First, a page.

, even president obama's farewell address which quotes washington's farewell warns about threats to our democracy. washington was really focused on paying it forward. he was riding in rewriting the document. in a former life, i was a speechwriter for new york mayor rudy giuliani. you see the line that washington is making. they are minute and he's writing because he's aware posterity will judge it. so he wants to clear away any misinterpretation. he is writing for future generations, for us, writing about the big topics. you can see all the politics of what we can get into in greater depth. the fact he right to farewell
address as a warning is one of his great gifts and one that gets carried forward. >> the great speech requires, in a sense, a great outlet. how does he end up settling on a place where he ends up choosing as a place to publish it. >> he chooses the american daily advertiser which is one of several papers on what was then high street and now market street in philadelphia. the model for this to the extent there was a model was a european king bidding goodbye to assembled parliament. medicine suggests he disseminates it in a newspaper. he is the president directly
addressing the american people. and it would disseminate organically and take some time, months to get to vermont and kentucky. so when hamilton is doing the major edits and advice, their corresponding between new york. hamilton is arguing cases in front of the supreme court, which is kind of fascinating in and of itself. washington asks what newspaper and he is suggested dunlop's american advertiser. it wasn't dunlop's paper anymore. it was his assistant. the federalist had a perfectly pro-newspaper they could've given it to. and the broad and different papers, you would have places
like the american aurora which was brutally attacking monarchy, competence, etc.. they were attacking jefferson, madison. washington didn't want to do that. the american daily advertiser was uniquely committed to that independent perspective. a cynic would say that the reason is they had a lot of congressional publishing contracts going back to the declaration. it did not make sense to throw in with one faction or another. there is a genuine philosophical point of view that that is where they felt the paper should be. independence is key to the integrity of a news brand.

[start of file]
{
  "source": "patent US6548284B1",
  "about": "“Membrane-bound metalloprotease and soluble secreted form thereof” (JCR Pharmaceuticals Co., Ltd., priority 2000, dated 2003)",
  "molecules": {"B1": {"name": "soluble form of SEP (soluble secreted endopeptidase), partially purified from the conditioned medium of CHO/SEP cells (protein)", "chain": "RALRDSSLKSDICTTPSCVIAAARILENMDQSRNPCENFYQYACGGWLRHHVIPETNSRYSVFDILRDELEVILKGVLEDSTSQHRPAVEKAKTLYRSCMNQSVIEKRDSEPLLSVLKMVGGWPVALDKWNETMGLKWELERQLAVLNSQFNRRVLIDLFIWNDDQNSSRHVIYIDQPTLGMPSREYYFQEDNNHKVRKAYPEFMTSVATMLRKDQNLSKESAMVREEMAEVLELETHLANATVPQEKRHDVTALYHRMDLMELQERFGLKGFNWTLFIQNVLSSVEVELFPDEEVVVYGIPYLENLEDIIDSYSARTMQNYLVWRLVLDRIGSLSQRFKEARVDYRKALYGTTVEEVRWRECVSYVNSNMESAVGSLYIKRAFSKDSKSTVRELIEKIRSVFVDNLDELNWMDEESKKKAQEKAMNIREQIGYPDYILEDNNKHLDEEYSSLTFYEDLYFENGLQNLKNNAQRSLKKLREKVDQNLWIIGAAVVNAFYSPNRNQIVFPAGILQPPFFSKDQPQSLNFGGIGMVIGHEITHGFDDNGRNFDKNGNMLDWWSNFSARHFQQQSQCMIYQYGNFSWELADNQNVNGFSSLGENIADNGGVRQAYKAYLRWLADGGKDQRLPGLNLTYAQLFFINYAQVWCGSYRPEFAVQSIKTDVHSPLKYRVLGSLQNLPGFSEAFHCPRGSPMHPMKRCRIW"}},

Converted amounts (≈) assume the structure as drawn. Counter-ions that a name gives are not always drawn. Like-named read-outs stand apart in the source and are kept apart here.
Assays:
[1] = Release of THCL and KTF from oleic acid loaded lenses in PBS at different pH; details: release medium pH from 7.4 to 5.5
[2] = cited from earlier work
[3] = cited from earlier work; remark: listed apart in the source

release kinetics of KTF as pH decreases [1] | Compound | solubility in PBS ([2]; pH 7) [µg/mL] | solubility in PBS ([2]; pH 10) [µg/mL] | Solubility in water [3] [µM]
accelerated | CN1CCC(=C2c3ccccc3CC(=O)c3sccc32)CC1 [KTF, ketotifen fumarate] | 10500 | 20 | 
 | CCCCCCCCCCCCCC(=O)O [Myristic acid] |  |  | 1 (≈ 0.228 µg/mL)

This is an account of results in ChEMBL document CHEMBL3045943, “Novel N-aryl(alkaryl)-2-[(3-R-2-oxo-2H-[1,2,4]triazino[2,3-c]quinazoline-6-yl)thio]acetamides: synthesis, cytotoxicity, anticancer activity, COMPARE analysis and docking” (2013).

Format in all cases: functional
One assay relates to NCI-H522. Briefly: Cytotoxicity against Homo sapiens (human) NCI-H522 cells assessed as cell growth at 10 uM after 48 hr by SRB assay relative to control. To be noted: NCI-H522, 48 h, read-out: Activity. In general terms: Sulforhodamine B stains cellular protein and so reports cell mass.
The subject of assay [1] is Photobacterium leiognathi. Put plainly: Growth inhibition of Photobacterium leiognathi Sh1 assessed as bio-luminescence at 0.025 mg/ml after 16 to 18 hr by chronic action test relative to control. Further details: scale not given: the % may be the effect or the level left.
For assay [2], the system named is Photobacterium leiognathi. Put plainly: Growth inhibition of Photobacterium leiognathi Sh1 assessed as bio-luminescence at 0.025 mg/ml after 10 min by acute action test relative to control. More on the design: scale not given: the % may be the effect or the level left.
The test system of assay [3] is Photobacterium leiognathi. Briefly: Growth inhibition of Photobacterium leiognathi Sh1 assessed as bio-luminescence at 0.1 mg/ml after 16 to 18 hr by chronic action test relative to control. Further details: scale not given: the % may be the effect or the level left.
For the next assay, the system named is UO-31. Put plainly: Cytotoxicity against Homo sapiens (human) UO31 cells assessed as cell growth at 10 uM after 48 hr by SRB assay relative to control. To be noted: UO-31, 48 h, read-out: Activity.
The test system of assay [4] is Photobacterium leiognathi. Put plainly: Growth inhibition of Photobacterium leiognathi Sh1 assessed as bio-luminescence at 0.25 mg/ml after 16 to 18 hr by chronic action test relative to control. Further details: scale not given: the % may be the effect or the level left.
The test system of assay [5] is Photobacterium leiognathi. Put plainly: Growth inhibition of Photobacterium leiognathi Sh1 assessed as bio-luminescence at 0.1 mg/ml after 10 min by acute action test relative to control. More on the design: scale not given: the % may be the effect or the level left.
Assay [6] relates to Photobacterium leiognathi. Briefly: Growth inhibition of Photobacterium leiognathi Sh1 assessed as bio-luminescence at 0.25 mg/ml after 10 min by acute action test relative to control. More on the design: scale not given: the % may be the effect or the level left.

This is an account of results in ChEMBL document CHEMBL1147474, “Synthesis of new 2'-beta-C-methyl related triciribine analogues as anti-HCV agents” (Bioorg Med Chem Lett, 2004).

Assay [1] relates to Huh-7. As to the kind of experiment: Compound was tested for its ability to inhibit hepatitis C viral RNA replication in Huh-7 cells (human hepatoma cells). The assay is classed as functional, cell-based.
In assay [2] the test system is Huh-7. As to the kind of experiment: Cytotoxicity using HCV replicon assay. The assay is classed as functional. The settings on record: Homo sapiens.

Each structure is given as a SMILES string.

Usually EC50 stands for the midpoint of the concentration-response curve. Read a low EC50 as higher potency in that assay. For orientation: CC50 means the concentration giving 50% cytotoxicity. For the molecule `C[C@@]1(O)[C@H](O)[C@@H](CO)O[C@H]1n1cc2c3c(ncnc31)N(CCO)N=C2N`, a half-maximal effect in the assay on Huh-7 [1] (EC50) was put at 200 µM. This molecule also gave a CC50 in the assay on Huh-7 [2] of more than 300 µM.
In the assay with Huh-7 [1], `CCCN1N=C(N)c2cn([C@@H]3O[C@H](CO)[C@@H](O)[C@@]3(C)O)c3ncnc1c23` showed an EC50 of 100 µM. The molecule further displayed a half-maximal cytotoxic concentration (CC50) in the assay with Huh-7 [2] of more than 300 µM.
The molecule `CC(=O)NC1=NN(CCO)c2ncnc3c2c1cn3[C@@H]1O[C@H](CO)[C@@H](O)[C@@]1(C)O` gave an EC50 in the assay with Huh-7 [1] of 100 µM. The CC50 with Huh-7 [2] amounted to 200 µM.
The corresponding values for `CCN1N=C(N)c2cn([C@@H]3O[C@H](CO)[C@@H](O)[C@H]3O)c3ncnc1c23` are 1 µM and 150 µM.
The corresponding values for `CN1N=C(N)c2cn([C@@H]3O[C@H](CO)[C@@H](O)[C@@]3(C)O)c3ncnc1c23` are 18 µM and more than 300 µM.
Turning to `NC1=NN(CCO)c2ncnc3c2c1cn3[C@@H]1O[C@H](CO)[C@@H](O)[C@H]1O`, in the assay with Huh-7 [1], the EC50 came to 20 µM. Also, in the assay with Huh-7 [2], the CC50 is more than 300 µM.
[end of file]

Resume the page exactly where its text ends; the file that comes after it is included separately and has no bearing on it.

we had folks that tried to write above the fray and believed that that was closer to the mission is journalists. washington sends out five blocks from the executive mansion, all the papers are located next to each other. and hate each other's guts. he sends out the top aide to bring a note down to david claypool and the president would like to meet you. a new sort of angled sofa on the fireplace. they kept a portrait of king louis of france. falling in love with the french revolution naively. he basically delivers the greatest scoop.
the things written for five years, they go very quickly. it is roughly the ninth anniversary of signing the constitution. just in the shadow of independence hall. washington gets a draft, washington makes final, very minute edits. claypool comes over with the final proof to say thank you. they've decided they are going to publish it. there's no weekend edition. to an afternoon paper. claypool expresses reluctance to part with it. washington impetuously says fine, you can keep it.
washington keeps his documents meticulously. he rewrites old letters, sometimes. claypool basically sits on a in refused to sell it and believed to be lost. washington leaves philadelphia that morning and with martha and a parent. the paper hits the streets and the news explodes. it's republished in papers in philadelphia, new york, passes along washington in that really fascinating way and his diary says almost nothing. i went home to mount vernon and resignation in the daily advertiser. that's it. >> i would ask you to get up and